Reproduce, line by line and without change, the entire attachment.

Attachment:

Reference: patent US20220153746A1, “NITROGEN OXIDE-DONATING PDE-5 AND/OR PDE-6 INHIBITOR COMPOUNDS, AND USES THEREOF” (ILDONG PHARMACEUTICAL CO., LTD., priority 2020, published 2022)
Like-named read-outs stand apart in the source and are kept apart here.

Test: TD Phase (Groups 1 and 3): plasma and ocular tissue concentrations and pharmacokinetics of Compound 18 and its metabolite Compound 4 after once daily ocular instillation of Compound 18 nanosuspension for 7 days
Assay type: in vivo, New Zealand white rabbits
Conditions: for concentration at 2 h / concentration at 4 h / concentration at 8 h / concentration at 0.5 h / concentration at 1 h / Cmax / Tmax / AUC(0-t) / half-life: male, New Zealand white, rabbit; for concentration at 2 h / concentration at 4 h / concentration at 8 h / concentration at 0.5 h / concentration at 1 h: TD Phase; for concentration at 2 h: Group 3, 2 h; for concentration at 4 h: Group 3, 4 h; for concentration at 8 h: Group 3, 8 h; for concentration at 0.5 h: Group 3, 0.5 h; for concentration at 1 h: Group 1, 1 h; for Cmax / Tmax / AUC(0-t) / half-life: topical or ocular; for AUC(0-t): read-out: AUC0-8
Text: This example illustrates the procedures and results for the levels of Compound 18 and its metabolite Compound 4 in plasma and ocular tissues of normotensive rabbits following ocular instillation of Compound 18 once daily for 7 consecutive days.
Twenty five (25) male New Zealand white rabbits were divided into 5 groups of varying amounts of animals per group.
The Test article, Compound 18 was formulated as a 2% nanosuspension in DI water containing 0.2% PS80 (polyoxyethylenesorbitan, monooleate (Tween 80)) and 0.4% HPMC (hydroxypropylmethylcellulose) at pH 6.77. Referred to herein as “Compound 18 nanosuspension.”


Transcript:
Reference: patent US20220153746A1, “NITROGEN OXIDE-DONATING PDE-5 AND/OR PDE-6 INHIBITOR COMPOUNDS, AND USES THEREOF” (ILDONG PHARMACEUTICAL CO., LTD., priority 2020, published 2022)
Like-named read-outs stand apart in the source and are kept apart here.

Test: TD Phase (Groups 1 and 3): plasma and ocular tissue concentrations and pharmacokinetics of Compound 18 and its metabolite Compound 4 after once daily ocular instillation of Compound 18 nanosuspension for 7 days
Assay type: in vivo, New Zealand white rabbits
Conditions: for concentration at 2 h / concentration at 4 h / concentration at 8 h / concentration at 0.5 h / concentration at 1 h / Cmax / Tmax / AUC(0-t) / half-life: male, New Zealand white, rabbit; for concentration at 2 h / concentration at 4 h / concentration at 8 h / concentration at 0.5 h / concentration at 1 h: TD Phase; for concentration at 2 h: Group 3, 2 h; for concentration at 4 h: Group 3, 4 h; for concentration at 8 h: Group 3, 8 h; for concentration at 0.5 h: Group 3, 0.5 h; for concentration at 1 h: Group 1, 1 h; for Cmax / Tmax / AUC(0-t) / half-life: topical or ocular; for AUC(0-t): read-out: AUC0-8
Text: This example illustrates the procedures and results for the levels of Compound 18 and its metabolite Compound 4 in plasma and ocular tissues of normotensive rabbits following ocular instillation of Compound 18 once daily for 7 consecutive days.
Twenty five (25) male New Zealand white rabbits were divided into 5 groups of varying amounts of animals per group.
The Test article, Compound 18 was formulated as a 2% nanosuspension in DI water containing 0.2% PS80 (polyoxyethylenesorbitan, monooleate (Tween 80)) and 0.4% HPMC (hydroxypropylmethylcellulose) at pH 6.77. Referred to herein as “Compound 18 nanosuspension.”